They Said It…

in Liberator Online Archives by James Harris Comments are off

(From the Intellectual Ammunition section in Volume 19, No. 6 of the Liberator Online. Subscribe here!)

FACES TO VOICES: “President Obama now is meeting with the G-7 leaders… it must be fun for him to put faces to the voices he hears on the wiretaps.” — David Letterman, March 24, 2014.

PERVERSE INCENTIVES: “The War on Drugs creates perverse incentives. When the police find The Economistassets that they suspect are the proceeds of crime, they can seize them. Under civil asset-forfeiture rules, they do not have to prove that a crime was committed — they can grab first and let the owners sue to get their stuff back. The police can meanwhile use the money to beef up their own budgets, buying faster patrol cars or computers. All this gives them a powerful incentive to focus on drug crimes, which generate lots of cash, rather than, say, rape, which does not. This is outrageous. Citizens should not forfeit their property unless convicted of a crime; and the proceeds should fund the state as a whole, not the arm that does the grabbing.” — editorial, The Economist magazine, “Armed and dangerous,” March 22, 2014.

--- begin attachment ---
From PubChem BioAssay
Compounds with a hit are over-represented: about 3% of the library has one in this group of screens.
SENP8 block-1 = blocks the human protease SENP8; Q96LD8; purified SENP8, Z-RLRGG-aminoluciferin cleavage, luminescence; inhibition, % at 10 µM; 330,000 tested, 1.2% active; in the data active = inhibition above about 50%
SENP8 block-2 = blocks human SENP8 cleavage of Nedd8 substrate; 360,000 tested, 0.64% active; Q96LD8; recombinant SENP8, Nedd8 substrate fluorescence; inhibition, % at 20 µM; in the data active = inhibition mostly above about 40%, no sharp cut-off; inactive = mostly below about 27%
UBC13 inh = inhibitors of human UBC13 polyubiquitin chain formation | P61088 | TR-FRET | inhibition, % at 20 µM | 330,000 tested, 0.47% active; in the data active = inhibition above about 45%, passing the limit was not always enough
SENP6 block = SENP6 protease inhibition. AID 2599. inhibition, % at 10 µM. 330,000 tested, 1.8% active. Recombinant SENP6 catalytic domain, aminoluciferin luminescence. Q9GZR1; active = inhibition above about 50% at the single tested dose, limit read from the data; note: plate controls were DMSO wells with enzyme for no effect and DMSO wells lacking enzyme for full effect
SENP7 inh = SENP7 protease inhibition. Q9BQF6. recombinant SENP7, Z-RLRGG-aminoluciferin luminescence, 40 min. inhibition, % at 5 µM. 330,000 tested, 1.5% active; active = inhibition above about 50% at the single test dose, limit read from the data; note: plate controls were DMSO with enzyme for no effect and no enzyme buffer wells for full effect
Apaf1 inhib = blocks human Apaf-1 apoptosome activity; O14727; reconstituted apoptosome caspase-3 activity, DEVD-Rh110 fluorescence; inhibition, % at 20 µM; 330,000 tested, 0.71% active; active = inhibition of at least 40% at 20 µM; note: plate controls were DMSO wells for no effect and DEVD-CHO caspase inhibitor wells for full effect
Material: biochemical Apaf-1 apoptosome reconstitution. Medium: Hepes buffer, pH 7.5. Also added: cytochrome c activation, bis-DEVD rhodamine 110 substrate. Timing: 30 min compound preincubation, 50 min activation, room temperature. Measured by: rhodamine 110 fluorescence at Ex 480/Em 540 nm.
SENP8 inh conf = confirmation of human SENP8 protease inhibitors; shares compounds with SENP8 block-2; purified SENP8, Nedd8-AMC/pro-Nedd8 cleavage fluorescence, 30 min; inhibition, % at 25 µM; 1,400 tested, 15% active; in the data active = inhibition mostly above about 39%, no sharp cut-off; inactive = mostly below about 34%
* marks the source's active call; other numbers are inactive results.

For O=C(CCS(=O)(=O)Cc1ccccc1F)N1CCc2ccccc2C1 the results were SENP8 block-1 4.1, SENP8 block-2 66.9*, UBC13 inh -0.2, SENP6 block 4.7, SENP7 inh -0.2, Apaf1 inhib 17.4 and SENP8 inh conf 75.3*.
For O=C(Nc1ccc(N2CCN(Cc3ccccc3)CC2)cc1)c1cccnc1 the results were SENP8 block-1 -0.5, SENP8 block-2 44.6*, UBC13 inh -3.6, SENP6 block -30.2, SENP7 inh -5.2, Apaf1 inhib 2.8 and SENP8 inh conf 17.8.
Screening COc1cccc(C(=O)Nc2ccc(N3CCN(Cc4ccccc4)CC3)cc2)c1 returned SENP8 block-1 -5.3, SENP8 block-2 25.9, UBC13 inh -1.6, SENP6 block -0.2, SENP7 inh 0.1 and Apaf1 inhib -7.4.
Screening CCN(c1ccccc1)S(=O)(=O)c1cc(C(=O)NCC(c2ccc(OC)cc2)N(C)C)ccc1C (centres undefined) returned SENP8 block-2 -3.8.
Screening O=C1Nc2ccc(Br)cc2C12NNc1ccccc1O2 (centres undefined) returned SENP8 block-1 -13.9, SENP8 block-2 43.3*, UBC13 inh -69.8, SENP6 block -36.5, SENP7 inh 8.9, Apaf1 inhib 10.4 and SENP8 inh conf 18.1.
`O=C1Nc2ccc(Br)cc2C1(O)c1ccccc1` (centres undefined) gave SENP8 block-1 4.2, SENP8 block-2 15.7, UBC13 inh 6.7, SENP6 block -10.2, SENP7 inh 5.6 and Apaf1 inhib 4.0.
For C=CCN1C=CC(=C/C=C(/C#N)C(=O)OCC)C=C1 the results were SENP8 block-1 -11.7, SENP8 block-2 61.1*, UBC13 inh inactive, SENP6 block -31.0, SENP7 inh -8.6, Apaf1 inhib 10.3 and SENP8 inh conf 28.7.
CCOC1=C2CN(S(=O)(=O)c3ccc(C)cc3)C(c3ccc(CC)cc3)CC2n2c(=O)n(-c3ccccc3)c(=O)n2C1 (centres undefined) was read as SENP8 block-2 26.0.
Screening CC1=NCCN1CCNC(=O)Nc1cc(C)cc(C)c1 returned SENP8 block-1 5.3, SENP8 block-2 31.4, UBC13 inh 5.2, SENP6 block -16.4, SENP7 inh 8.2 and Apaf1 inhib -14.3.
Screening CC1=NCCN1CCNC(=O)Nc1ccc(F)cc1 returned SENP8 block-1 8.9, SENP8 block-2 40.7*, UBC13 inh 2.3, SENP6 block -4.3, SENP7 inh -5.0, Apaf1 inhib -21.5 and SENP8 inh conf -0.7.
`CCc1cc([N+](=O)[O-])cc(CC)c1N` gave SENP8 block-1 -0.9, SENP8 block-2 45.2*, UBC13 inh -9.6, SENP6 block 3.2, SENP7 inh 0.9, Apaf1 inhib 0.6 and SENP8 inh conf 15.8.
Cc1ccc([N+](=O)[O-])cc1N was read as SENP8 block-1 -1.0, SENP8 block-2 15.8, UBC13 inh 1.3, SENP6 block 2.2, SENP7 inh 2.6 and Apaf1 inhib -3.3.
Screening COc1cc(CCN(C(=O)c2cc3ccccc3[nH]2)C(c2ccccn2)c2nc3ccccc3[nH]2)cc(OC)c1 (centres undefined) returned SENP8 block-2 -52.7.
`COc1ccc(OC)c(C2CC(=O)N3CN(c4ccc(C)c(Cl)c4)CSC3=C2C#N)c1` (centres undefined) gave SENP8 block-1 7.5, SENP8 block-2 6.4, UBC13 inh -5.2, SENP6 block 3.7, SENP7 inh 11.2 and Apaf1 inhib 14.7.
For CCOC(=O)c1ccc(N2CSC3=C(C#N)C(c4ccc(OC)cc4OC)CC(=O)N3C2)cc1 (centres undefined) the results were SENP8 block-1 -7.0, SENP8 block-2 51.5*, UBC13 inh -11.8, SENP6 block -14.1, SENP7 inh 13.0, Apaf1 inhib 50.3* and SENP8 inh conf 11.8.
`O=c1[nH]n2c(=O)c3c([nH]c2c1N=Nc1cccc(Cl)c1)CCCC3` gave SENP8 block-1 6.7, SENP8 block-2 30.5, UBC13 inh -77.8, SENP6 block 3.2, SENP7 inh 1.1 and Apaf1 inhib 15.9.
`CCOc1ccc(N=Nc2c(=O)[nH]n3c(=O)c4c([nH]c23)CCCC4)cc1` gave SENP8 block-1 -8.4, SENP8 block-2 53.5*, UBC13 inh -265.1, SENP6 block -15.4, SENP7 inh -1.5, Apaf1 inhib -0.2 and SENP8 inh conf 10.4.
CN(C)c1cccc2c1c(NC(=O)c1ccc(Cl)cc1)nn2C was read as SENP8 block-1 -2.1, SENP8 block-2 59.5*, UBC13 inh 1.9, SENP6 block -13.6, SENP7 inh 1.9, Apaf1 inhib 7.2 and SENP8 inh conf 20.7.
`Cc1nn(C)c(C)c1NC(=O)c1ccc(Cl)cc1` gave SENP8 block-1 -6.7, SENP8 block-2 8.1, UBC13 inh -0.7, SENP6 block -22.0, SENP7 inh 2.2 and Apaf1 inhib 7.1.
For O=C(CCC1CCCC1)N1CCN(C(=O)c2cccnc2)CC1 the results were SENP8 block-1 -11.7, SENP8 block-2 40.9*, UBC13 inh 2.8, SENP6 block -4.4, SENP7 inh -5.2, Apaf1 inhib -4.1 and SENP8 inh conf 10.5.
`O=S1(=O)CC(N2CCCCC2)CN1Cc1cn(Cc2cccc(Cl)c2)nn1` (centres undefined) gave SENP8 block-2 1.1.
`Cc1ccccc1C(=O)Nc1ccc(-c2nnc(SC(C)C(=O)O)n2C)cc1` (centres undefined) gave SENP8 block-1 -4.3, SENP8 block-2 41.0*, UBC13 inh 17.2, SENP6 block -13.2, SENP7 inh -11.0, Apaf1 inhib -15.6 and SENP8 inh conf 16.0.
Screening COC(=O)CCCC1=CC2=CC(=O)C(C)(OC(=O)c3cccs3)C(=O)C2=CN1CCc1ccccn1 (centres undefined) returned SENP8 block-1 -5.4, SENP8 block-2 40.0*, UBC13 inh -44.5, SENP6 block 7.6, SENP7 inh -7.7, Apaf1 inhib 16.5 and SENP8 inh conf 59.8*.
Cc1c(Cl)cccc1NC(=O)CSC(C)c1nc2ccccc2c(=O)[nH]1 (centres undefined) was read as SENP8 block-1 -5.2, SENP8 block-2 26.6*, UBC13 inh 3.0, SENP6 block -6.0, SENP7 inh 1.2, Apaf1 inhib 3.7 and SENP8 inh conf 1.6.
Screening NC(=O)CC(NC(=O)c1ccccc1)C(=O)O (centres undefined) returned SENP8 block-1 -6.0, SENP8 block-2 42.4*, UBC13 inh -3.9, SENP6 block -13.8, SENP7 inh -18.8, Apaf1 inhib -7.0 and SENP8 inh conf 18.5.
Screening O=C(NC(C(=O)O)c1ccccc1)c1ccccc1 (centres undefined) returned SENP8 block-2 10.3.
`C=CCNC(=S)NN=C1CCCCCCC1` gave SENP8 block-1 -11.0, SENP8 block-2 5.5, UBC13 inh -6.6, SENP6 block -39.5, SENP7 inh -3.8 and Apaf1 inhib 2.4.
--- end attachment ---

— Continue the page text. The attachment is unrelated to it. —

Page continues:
WHY DOES THE GOV’T HURT SICK PEOPLE: “It states in the Bible not to abuse a drug, it doesn’t say you can’t use it. If you ask me, cannabis is a gift from God.” — preacher’s daughter Aimee Curry, who found marijuana was the only medicine that relieved agonizing muscle spasms from a near-fatal car accident. She told her story on CNN’s “Weed 2: Cannabis Madness: Dr. Sanjay Gupta Reports,” Tuesday, March 11, 2014.